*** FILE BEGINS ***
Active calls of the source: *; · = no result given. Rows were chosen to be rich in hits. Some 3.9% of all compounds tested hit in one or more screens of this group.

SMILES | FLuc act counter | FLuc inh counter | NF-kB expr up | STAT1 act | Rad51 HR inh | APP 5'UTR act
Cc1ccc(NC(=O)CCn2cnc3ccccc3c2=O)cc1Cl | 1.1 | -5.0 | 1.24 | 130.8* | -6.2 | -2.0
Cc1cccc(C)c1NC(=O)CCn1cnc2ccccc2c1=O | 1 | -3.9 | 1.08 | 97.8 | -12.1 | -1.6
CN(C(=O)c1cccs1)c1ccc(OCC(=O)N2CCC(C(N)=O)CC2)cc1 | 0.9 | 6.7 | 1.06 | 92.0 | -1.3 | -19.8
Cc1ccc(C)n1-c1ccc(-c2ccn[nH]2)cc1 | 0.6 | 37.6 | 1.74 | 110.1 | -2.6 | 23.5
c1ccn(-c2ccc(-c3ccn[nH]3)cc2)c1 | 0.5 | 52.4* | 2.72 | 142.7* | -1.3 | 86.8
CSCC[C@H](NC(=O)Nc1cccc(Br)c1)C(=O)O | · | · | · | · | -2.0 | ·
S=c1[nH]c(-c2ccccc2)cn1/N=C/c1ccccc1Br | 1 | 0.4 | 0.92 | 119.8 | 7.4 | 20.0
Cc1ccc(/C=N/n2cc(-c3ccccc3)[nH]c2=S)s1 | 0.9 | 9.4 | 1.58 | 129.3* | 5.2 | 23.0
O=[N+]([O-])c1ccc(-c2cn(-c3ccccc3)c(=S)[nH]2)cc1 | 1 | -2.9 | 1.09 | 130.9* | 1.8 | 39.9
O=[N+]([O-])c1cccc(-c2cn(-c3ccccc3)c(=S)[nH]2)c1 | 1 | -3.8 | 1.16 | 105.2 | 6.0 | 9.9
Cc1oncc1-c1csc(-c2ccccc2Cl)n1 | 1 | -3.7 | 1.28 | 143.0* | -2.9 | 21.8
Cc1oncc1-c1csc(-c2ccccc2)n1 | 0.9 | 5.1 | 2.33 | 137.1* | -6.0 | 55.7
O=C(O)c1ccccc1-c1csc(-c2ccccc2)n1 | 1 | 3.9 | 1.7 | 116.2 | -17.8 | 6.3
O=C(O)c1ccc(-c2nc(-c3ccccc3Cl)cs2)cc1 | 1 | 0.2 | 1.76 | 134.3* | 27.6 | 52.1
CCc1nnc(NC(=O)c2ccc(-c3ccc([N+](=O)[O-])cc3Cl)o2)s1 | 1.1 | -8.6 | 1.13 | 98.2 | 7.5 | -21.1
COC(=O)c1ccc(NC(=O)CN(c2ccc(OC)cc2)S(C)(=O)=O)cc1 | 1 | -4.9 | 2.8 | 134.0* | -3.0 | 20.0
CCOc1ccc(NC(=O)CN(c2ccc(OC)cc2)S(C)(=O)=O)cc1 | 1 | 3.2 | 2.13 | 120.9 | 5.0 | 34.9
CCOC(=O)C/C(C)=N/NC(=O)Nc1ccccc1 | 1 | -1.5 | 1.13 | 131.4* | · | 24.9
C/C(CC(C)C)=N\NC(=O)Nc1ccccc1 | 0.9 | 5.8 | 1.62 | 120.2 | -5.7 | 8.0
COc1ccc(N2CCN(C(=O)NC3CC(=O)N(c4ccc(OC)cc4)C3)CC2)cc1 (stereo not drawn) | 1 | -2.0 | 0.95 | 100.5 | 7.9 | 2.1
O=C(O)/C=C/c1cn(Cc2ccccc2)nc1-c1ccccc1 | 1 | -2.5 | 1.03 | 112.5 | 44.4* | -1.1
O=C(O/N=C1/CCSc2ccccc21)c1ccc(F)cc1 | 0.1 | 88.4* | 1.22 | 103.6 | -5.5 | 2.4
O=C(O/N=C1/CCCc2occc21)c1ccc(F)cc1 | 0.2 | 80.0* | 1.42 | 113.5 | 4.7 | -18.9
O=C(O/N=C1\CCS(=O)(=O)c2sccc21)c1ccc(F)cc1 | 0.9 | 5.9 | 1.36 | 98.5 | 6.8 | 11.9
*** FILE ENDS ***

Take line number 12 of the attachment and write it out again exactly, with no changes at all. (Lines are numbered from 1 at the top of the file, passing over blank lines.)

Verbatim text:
O=[N+]([O-])c1cccc(-c2cn(-c3ccccc3)c(=S)[nH]2)c1 | 1 | -3.8 | 1.16 | 105.2 | 6.0 | 9.9